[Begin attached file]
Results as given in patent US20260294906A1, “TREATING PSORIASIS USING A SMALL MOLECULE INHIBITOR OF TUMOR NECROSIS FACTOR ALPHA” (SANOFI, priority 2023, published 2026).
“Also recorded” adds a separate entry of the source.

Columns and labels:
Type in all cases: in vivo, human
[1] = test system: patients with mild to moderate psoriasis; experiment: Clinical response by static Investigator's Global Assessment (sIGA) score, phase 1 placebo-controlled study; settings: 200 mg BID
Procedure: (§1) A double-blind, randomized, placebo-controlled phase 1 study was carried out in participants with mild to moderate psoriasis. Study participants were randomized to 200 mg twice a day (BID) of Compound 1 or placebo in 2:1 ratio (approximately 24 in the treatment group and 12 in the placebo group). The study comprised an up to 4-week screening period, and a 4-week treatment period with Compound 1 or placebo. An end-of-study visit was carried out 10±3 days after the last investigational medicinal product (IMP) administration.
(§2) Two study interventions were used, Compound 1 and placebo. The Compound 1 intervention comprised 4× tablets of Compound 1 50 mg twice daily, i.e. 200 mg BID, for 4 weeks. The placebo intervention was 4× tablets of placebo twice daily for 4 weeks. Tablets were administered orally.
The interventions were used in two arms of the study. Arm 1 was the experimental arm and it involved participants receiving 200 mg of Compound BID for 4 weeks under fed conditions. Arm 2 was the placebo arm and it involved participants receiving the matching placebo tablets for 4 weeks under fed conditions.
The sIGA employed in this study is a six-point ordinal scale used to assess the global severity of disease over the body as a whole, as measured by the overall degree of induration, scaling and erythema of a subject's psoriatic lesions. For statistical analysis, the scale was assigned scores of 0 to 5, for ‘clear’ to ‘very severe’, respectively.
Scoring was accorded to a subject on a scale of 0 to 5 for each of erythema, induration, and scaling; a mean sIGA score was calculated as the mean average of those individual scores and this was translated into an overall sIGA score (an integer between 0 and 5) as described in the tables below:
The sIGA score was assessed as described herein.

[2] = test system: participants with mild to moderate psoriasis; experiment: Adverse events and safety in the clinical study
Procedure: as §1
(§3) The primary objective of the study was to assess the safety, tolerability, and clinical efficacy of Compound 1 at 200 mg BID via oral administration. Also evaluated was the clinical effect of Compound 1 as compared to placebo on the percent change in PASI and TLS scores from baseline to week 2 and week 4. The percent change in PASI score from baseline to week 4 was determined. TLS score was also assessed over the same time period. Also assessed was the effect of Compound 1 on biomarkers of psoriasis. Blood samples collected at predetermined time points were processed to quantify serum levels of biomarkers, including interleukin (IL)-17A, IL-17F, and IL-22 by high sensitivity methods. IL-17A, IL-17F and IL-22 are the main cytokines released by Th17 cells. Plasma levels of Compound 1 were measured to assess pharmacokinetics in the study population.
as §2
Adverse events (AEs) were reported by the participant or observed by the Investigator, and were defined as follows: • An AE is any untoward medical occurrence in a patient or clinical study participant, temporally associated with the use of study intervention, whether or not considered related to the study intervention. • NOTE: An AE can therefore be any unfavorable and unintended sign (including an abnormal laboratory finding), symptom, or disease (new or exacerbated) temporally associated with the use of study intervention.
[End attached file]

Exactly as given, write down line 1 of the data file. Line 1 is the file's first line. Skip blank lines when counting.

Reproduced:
Results as given in patent US20260294906A1, “TREATING PSORIASIS USING A SMALL MOLECULE INHIBITOR OF TUMOR NECROSIS FACTOR ALPHA” (SANOFI, priority 2023, published 2026).